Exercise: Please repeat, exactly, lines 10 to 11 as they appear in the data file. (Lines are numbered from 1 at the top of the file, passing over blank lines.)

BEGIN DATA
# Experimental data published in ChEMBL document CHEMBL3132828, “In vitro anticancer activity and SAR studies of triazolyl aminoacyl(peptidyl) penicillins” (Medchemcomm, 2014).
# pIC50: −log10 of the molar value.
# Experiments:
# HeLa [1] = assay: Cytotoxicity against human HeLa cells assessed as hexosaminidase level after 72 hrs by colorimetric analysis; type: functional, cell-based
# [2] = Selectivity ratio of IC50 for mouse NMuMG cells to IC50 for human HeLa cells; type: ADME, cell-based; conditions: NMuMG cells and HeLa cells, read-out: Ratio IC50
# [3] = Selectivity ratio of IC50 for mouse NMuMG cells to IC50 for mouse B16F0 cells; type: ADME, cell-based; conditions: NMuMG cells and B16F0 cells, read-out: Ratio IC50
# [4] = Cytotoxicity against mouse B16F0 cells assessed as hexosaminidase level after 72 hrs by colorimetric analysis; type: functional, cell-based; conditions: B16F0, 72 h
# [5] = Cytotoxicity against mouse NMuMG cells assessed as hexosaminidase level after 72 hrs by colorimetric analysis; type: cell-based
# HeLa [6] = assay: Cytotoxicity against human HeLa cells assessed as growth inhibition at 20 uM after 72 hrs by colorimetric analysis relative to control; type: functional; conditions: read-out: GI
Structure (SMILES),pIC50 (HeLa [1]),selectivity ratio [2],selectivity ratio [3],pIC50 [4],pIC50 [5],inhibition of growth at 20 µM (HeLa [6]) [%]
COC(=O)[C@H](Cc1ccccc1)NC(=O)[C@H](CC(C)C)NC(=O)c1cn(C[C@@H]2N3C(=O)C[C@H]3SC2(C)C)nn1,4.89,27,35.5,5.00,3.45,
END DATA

Structure (SMILES),pIC50 (HeLa [1]),selectivity ratio [2],selectivity ratio [3],pIC50 [4],pIC50 [5],inhibition of growth at 20 µM (HeLa [6]) [%]
COC(=O)[C@H](Cc1ccccc1)NC(=O)[C@H](CC(C)C)NC(=O)c1cn(C[C@@H]2N3C(=O)C[C@H]3SC2(C)C)nn1,4.89,27,35.5,5.00,3.45,